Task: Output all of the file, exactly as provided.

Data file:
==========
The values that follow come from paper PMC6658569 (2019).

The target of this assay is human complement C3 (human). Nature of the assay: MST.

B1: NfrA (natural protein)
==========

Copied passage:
The values that follow come from paper PMC6658569 (2019).

The target of this assay is human complement C3 (human). Nature of the assay: MST.

B1: NfrA (natural protein)